Often, like small children, the parent is not a reliable narrator. The parent might not know that possessions are missing or meals have been missed. A person with memory loss may not be able to recall mistreatment. Some bruises or marks may in fact be the result of a combative parent and not abuse. Add to that muddle the fact that the parent might only receive occasional visits from family members, and how is anyone to know what’s really going on? Granny cams. Installing hidden cameras (on live feed to an adult child’s computer) in a parent’s home will tell most of the story. Having every care facility (including senior daycare) outfitted with surveillance will change things dramatically. Those institutions should post signs everywhere informing employees, residents and visitors that; “You Are Being Watched.” Is it an invasion of privacy? Of course. So is having a bevy of doctors and interns gaze upon one’s privates for the benefit of learning. (It’s interesting which invasions of privacy we notice and which we don’t.) The signage will not only deter some misdeeds it also will set a tone. An institution that puts the safety of its patients above all else will attract employees with a compatible ethos. The surveillance will have to be viewed of course, which is not inexpensive. But surely the diminished lawsuits will help to defray those costs.

It’s tempting to wring our hands and bemoan how things have changed for the worse. But it wouldn’t be entirely accurate. Eldercare has risen in popularity because people live longer. Childcare has risen in popularity partly due to more employment opportunity for women. As things grow they often become less wieldy and need to be formalized. There’s nothing graceful or lovely about spying on people but there’s nothing so terribly genteel about burying our heads in the sand either.

 
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Posted by on November 19, 2013 in Cultural Critique, Well-Being

 

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Coffee, Tea or Pee?

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There are lots of monumental problems in the world, but for the moment let’s ignore them. Let’s instead focus on the latest unpleasantness to occur on airlines: dogs. It seems that while we’ve been losing legroom, meals, snacks, magazines, and dignity, pups have taken to the friendly skies. The rise of the cabin canine (versus the baggage hold hound) is due to the (relatively) new loophole of “emotional support” animal. If your dog (or pig, monkey, or cat) is designated as giving you emotional support he/she must be treated like an assistance animal. Passengers and crew are not pleased by this trend and for good reason.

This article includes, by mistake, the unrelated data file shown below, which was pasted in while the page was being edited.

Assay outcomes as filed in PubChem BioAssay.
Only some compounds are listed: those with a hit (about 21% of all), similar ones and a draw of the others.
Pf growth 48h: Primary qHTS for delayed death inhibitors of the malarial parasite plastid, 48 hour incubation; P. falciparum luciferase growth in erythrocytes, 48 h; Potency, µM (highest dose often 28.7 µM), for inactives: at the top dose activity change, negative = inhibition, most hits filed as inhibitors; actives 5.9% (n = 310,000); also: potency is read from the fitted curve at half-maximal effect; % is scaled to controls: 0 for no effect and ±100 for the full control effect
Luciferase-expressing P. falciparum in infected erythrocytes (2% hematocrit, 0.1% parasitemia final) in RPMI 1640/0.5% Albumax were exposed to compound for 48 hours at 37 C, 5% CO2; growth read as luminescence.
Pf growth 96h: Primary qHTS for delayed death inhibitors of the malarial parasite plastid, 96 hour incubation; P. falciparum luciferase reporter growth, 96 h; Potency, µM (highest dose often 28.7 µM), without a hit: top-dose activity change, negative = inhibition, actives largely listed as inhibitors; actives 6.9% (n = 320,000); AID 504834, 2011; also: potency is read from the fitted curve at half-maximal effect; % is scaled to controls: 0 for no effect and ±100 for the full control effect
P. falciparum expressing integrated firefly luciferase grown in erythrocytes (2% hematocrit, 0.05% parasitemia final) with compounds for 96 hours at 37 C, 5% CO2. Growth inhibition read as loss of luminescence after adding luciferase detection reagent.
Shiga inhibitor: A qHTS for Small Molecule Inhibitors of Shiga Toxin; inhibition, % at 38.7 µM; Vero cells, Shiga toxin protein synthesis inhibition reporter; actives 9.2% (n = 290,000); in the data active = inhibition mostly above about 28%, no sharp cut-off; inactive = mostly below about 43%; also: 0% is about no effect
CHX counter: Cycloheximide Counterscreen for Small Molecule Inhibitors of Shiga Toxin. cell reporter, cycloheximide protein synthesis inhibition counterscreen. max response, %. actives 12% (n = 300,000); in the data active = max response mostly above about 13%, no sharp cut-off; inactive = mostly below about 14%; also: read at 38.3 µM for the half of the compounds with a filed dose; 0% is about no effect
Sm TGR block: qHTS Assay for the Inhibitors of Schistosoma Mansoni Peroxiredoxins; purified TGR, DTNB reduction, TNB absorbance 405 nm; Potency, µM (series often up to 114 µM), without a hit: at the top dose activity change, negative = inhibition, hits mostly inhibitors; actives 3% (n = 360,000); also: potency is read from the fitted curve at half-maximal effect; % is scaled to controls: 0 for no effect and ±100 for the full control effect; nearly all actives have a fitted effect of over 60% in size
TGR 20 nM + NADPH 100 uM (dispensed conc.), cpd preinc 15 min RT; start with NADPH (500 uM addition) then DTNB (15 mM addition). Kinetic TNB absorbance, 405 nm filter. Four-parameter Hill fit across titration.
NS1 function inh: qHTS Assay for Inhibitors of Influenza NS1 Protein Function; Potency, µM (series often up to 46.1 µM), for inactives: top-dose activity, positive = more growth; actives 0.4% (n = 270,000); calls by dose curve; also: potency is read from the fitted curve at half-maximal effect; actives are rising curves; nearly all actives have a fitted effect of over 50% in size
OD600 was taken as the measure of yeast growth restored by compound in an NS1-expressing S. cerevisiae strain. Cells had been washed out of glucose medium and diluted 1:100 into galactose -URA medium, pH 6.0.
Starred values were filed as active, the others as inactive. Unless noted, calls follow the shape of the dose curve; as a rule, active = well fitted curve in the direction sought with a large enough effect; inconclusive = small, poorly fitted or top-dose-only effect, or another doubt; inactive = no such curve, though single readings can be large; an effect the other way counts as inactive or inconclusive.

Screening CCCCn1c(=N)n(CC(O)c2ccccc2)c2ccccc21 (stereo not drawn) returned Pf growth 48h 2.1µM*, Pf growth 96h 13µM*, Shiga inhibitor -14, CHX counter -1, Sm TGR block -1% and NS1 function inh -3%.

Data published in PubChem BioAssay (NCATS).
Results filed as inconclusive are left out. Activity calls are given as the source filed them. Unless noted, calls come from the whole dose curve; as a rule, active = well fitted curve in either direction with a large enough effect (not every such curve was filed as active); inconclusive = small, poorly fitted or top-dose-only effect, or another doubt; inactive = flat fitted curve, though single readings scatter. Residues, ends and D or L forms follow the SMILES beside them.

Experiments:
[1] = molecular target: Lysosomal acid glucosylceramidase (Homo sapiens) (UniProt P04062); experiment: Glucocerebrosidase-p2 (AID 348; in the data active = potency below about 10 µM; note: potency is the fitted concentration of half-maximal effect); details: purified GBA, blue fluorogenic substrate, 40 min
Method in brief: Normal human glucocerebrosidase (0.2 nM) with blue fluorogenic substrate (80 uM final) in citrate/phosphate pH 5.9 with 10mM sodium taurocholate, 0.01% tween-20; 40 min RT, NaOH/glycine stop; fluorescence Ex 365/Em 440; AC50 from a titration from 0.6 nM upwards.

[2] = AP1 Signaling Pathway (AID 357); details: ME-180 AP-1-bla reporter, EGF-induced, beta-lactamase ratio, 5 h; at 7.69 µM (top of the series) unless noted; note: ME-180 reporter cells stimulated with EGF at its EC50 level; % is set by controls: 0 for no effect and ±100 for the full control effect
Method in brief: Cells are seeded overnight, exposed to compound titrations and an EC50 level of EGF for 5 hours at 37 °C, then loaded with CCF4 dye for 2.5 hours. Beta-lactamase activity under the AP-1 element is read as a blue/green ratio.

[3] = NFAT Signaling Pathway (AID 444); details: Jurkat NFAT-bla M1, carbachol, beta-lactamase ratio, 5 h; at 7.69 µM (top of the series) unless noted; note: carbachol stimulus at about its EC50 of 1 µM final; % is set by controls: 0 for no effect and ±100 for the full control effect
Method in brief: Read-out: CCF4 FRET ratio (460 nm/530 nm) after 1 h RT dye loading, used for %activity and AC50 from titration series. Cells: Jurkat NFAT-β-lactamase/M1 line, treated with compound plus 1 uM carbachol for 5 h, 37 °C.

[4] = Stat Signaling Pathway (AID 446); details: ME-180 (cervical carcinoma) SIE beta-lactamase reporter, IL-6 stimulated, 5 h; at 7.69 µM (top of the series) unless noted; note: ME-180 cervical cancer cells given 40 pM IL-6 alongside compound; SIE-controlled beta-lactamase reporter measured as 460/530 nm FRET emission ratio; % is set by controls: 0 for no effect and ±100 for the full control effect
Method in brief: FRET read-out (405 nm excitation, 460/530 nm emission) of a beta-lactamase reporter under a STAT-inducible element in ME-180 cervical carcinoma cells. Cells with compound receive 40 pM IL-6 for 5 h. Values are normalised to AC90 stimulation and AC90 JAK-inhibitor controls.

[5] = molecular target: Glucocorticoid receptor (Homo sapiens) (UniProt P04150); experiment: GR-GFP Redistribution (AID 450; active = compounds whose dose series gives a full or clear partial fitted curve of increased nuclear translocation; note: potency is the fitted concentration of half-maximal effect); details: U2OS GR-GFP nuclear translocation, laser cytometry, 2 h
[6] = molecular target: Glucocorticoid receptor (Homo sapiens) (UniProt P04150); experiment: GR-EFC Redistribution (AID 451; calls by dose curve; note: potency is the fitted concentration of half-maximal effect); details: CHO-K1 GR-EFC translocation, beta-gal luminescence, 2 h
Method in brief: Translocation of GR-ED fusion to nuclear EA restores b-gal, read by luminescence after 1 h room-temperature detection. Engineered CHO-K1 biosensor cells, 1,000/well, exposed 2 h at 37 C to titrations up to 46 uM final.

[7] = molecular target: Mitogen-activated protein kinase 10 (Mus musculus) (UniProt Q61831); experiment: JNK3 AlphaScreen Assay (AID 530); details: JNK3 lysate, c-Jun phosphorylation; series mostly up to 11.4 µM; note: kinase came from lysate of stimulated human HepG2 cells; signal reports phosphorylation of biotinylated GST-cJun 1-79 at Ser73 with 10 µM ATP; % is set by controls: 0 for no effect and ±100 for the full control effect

Allergies to animals are far more prevalent than peanut allergies. Being trapped in the sealed can with a dog is the worst nightmare for many people. Uncontrollable itching, hives and difficulty breathing are now part of the trip for many. There is no limit on the size of the animal when its owner has a prescription. It is conceivable that Marmaduke would be sprawled on top of the passenger next to you (riding for free!) These animals pose a threat to trained service animals. Unlike a Seeing Eye dog, an emotional support animal’s only qualification is that the owner likes having him/her around. Seeing Eye dogs can be trapped in a small space with butt smelling, barking, peeing and perhaps biting dogs. An airplane can quickly and unexpectedly become a place from which people need to flee. It’s horrifying to consider what would happen in an emergency with a pet and a trained assistant dog on board.

There is no doubt that people feel better with their animals. There are people with robust mental health who benefit greatly from the demands and love of an animal. There are also very few people who aabsolutely must travel on an airplane; save for the crew who it must be said are legally entitled to carry a dog on the beverage cart. If we are a bit too timid to impose restrictions upon where people may bring their comfort pets perhaps we could at least take the issue a little more seriously.

Currently all one needs is a letter from a health care professional and WHAM, the entire terrain changes. With one letter, from someone who may or may not be treating me for an actual disorder, I can force my landlord to allow Fido in, I can walk into any bar, restaurant or hospital with Fluffy and I can sit next to you at the opera with my potbelly pig. None of these animals have been screened, trained or licensed. The first step is to legitimize the “prescription” writing process. More than one mental health provider must sign-off and at least one of them must be treating the patient. Having your cousin the dermatologist sign the form should not be sufficient. Comfort animals must be certified to obtain the same privileges as assistance animals. They need to have a clean bill of health, be trained in how to act around people and other animals and be certified.

It’s hard to imagine that anyone who legitimately needs to be holding their pet at all times would actually balk (or should we say; bark) at such guidelines.

 
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Posted by on November 16, 2013 in Travel, Well-Being